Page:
World Politics

World Politics 48.1, October 1995




    Kohli, Atul.
    Evans, Peter B., 1944-.
    Katzenstein, Peter J.
    Przeworski, Adam.
    Rudolph, Susanne Hoeber.
    Scott, James C.
    Skocpol, Theda.
  • The Role of Theory in Comparative Politics: A Symposium
    Subject Headings:
    • Comparative government -- Congresses.
    The Center of International Studies at Princeton University organized a symposium during 1993-94 on the role of theory in comparative politics. Presented here is an edited and condensed version of the proceedings. In light of recent challenges posed by both rational choice and postmodern cultural approaches, the symposium helped elucidate the merits of competing theoretical approaches. A group of distinguished scholars presented a variety of views on the subject. In spite of recent intellectual developments, a diverse group of symposium participants adhered to a loosely defined "core," or to what one participant characterized as the "eclectic center" of comparative politics.
    Montinola, Gabriella.
    Qian, Yingyi, 1956-.
    Weingast, Barry R.
  • Federalism, Chinese Style: The Political Basis for Economic Success in China
    Subject Headings:
    • China -- Politics and government -- 1976-.
    • China -- Economic policy -- 1976-.
    China's remarkable economic success rests on a foundation of political reform providing a considerable degree of credible commitment to markets. This reform reflects a special type of institutionalized decentralization that the authors call "federalism, Chinese style." This form of decentralization has three consequences. First, it fosters competition, not only in product markets, but also among local governments for labor and foreign capital. This competition, in turn, encourages local government experimentation and learning with new forms of enterprises, regulation, and economic relationships. Second, it provides incentives for local governments to promote local economic prosperity. Finally, it provides a significant amount of protection to local governments and their enterprises from political intrusion by the central government.
    Roberts, Kenneth M.
  • Neoliberalism and the Transformation of Populism in Latin America: The Peruvian Case
    Subject Headings:
    • Peru -- Politics and government -- 1980-.
    • Populism -- Latin America.
    Latin American populism is generally associated with the developmental stage of import substitution industrialization; it is thus widely presumed to have been eclipsed by the debt crisis of the 1980s and the free market reforms of the neoliberal era. However, the leadership of Alberto Fujimori in Peru suggests that new forms of populism may be emerging despite the fiscal constraints of neoliberal austerity. This new variant of populism thrives in a context where economic crisis and social dislocation undermine traditional representative institutions, enabling personalist leaders to establish unmediated relationships with heterogeneous, atomized masses. Political support can be cultivated through populist attacks on entrenched political elites or institutions, along with targeted but highly visible poverty alleviation programs. This new form of populist autocracy complements the efforts of neoliberal technocrats to circumvent the representative institutions that are integral to democratic accountability. The Peruvian case thus demonstrates that populism has been transformed rather than eclipsed during the neoliberal era and that it should be decoupled theoretically from any particular phase or model of economic development.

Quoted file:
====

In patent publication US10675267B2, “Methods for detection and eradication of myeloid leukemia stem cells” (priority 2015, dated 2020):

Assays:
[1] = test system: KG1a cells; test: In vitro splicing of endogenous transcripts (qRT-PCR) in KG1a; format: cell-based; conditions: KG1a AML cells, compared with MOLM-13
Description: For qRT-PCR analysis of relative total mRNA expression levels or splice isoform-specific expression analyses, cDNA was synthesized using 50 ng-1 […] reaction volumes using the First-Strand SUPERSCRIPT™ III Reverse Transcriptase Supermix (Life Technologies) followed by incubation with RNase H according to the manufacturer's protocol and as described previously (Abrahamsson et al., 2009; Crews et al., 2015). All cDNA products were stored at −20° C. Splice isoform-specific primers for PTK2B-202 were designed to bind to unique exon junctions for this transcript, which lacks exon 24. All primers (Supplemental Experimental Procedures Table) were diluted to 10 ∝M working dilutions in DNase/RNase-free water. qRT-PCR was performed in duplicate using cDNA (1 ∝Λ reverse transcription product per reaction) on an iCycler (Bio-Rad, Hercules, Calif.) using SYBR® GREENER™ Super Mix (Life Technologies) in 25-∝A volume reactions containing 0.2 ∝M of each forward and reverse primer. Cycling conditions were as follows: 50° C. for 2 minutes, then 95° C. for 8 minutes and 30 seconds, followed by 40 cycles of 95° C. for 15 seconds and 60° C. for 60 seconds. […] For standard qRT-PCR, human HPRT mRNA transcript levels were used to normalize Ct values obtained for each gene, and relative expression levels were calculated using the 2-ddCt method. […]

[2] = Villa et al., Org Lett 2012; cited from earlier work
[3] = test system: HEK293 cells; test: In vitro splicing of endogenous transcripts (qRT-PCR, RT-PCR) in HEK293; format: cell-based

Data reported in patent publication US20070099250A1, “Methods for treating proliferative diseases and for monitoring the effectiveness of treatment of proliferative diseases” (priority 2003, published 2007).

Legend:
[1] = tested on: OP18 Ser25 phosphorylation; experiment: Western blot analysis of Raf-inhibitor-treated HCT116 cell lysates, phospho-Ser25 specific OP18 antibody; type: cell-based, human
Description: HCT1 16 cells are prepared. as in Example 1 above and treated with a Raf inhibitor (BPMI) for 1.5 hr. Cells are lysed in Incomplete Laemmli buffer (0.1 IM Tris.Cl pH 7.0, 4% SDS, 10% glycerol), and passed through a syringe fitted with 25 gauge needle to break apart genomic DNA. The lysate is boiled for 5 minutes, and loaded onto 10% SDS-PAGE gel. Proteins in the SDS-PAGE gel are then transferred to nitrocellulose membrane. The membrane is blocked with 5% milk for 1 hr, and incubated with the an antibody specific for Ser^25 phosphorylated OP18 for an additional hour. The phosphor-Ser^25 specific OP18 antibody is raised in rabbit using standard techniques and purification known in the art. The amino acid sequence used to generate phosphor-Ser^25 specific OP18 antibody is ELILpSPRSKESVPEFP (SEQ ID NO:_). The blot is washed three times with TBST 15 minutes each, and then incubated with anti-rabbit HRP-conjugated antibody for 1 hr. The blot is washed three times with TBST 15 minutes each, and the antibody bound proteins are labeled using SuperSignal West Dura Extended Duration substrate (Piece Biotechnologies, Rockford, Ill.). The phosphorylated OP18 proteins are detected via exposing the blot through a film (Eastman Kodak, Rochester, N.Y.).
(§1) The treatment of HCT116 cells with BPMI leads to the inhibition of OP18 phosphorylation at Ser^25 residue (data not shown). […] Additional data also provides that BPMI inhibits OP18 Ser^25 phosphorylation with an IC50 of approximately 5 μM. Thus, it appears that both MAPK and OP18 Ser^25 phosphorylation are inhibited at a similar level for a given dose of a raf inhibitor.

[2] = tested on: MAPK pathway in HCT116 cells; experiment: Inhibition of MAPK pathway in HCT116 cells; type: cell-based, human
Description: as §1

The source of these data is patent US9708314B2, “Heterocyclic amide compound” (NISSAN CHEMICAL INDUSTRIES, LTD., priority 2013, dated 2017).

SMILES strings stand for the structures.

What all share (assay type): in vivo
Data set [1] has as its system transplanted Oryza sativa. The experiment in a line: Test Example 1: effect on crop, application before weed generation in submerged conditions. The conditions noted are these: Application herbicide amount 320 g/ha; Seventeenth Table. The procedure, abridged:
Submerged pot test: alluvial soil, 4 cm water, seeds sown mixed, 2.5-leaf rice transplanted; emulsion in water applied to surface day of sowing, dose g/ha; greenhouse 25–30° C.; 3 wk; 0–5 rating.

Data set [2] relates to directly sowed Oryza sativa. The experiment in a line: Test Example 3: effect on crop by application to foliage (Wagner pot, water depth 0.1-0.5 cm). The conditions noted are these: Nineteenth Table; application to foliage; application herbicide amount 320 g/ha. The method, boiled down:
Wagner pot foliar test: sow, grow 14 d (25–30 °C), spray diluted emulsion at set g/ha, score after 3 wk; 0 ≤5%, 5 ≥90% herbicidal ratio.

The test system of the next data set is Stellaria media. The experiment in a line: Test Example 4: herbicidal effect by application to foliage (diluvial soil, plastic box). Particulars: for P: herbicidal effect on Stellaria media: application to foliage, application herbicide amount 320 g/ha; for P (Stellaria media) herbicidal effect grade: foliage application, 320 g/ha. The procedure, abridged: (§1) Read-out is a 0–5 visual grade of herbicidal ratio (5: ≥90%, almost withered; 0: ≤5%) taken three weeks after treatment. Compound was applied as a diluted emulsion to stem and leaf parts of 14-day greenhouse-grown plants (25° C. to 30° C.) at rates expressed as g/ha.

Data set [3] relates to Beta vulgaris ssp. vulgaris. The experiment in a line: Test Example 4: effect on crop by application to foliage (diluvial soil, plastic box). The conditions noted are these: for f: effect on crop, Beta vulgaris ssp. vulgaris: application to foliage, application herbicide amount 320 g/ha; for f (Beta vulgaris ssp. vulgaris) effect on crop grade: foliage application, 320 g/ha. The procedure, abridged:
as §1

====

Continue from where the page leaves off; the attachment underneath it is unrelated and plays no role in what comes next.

Review Article

    The end of the cold war has generated numerous reflections on the nature of the world in its aftermath. The reduced military threat to American security has triggered proposals for expanding the concept of national security to include nonmilitary threats to national well-being. Some go further and call for a fundamental reexamination of the concepts, theories, and assumptions used to analyze security problems. In order to lay the groundwork for such a reexamination, the emergence and evolution of security studies as a subfield of international relations is surveyed, the adequacy of the field for coping with the post-cold war world is assessed, and proposals for the future of security studies are discussed. It is argued that a strong case can be made for reintegration of security studies with the study of international politics and foreign policy.
    Shultz, Richard H., 1947-, ed.
    Godson, Roy, 1942-, ed.
    Greenwood, Ted, 1944-, ed.
  • Review Article: Security Studies for the 1990s
    Subject Headings:
    • National security -- Study and teaching (Higher).
    • Reviewer: Baldwin, David A. (David Allen), 1936-.
    • Review title: Security studies and the end of the cold war.

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